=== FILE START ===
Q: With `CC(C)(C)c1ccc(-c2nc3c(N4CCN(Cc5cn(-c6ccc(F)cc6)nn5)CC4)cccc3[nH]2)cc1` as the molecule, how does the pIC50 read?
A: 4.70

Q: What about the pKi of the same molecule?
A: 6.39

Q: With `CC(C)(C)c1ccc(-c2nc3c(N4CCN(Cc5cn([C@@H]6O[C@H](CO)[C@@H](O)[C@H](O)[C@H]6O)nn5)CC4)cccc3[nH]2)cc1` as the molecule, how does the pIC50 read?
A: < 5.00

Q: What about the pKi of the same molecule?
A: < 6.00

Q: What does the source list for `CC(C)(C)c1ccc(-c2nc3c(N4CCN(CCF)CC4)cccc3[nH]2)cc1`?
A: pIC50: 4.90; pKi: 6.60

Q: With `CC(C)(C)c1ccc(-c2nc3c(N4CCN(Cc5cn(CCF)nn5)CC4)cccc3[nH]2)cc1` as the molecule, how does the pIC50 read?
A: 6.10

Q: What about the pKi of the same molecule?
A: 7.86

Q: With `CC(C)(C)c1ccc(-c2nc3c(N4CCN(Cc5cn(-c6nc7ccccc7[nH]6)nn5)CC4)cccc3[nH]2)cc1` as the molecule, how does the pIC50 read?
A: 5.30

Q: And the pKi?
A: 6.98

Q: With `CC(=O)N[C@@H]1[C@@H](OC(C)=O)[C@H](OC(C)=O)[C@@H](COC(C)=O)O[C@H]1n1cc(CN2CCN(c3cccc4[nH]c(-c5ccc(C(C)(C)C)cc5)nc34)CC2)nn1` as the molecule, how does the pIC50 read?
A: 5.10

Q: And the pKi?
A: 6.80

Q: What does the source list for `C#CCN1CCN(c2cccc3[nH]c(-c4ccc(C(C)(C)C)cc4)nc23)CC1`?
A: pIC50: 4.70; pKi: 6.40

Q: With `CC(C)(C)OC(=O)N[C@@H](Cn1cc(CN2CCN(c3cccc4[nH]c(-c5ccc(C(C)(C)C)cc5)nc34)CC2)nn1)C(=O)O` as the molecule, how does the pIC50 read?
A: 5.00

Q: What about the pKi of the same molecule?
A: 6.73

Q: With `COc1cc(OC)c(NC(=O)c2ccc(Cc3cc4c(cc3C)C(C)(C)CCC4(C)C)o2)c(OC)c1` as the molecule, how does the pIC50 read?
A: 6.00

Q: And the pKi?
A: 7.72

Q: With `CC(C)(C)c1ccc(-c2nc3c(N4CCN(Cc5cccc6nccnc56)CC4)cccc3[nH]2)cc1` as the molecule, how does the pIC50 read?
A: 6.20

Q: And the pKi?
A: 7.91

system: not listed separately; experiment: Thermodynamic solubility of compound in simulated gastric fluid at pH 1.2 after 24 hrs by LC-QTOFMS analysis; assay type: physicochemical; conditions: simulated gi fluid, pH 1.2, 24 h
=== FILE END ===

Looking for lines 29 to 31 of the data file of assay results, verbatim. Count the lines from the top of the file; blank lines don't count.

Q: With `COc1cc(OC)c(NC(=O)c2ccc(Cc3cc4c(cc3C)C(C)(C)CCC4(C)C)o2)c(OC)c1` as the molecule, how does the pIC50 read?
A: 6.00

Q: And the pKi?